Maryland Enacts Law Banning Disability-Based Discrimination in Organ Transplantation
The Centers for Medicare and Medicaid Services recently approved the Minnesota Department of Human Service’s Early Intensive Developmental and Behavioral Intervention benefit. The Autistic Self Advocacy Network seeks to advance the principles of the disability rights movement with regard to autism. Maryland becomes the third state to enact such legislation, joining New Jersey and California.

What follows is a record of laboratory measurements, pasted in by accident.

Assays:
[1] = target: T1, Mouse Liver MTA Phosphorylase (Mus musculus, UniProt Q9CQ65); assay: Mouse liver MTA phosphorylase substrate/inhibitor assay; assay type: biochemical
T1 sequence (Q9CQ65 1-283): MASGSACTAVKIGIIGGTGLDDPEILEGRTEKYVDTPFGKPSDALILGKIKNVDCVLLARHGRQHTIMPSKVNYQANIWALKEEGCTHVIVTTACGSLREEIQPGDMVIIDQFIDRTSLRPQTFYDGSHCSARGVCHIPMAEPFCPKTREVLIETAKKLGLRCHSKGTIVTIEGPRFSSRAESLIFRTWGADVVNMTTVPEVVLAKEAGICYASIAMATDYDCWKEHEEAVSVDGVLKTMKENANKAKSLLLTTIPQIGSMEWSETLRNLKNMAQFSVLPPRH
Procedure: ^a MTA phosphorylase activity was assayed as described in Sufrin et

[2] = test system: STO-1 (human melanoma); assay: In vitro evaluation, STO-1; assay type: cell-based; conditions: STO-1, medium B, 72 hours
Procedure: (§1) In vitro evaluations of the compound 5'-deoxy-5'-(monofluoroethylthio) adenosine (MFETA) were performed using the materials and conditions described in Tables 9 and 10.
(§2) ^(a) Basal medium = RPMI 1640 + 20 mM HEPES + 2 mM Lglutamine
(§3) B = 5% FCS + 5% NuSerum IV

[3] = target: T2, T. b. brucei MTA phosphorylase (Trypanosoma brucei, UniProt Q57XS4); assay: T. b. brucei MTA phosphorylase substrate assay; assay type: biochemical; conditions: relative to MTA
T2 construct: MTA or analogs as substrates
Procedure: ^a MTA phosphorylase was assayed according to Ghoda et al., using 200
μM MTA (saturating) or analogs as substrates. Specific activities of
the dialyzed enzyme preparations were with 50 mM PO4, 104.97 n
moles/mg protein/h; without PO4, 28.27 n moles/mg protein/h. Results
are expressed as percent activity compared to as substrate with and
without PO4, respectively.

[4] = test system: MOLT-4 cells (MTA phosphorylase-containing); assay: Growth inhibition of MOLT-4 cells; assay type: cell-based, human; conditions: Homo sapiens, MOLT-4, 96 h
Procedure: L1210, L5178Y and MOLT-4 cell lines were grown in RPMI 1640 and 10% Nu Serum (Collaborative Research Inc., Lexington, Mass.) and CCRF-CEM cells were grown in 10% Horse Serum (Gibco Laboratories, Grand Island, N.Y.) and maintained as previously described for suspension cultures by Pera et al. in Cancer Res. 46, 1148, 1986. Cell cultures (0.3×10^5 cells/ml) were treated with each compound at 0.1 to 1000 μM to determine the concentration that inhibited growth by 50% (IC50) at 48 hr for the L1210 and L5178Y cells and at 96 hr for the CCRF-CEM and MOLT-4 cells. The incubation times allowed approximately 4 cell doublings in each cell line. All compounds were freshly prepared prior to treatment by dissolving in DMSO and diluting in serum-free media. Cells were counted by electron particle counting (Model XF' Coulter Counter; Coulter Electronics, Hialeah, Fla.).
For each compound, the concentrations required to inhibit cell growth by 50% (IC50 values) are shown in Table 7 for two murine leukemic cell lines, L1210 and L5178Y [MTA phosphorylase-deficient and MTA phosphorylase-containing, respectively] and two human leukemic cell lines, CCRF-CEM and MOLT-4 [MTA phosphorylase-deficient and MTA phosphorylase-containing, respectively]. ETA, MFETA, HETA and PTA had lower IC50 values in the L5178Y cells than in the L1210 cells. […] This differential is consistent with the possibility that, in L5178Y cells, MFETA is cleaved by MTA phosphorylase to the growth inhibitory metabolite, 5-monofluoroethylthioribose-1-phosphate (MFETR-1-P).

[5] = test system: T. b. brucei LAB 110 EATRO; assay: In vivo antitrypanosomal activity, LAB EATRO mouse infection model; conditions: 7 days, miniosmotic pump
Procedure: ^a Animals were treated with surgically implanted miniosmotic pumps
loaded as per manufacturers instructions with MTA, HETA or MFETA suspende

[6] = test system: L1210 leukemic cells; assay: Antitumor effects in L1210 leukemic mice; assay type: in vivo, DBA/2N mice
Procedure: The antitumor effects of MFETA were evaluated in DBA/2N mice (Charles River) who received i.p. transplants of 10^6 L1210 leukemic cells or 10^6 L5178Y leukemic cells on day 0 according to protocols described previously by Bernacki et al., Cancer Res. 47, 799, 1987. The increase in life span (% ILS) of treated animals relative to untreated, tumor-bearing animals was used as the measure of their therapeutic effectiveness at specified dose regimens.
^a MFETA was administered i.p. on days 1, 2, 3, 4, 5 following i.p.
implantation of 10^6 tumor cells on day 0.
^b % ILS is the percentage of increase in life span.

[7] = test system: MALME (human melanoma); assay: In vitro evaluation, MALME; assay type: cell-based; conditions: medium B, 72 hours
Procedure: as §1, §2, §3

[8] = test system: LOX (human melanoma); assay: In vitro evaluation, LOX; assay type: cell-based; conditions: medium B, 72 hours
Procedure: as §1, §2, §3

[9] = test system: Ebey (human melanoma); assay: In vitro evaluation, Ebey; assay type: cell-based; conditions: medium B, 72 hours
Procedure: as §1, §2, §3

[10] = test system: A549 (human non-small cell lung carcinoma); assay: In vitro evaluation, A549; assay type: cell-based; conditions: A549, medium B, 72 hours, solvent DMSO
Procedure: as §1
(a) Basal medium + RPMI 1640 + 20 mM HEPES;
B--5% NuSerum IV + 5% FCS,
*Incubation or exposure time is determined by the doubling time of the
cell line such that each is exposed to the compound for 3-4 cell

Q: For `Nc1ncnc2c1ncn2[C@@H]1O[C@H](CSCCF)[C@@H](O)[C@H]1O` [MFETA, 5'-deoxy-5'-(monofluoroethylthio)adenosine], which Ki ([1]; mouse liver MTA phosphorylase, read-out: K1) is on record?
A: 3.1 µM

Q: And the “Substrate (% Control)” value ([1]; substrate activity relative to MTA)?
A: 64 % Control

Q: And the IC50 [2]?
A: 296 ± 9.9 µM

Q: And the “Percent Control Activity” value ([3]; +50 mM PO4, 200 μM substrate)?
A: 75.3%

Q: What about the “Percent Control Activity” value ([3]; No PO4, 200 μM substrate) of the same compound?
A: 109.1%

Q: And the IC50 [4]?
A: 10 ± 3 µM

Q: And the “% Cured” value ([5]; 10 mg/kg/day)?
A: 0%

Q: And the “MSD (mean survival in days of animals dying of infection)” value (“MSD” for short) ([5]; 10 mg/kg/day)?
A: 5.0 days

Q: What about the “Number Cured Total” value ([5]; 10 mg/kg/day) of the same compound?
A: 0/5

The Autistic Self Advocacy Network’s policy brief on discrimination in organ transplants has brought this issue to light. According to the policy brief, “Legislation banning disability-based discrimination in organ transplantation should explicitly include the following points: a) a prohibition against discriminating against people with disabilities that are not medically relevant to the transplantation process; b) clarification that support services should be considered when assessing the ability of a transplantation candidate to comply with postoperative procedures, and c) the scope of services and health care interactions relevant to the law, including referrals, evaluation and recommendation for access to the transplantation list.” The research described in the brief also found that “people with significant developmental disabilities are routinely denied life-saving organ transplants for no reason other than their disability.”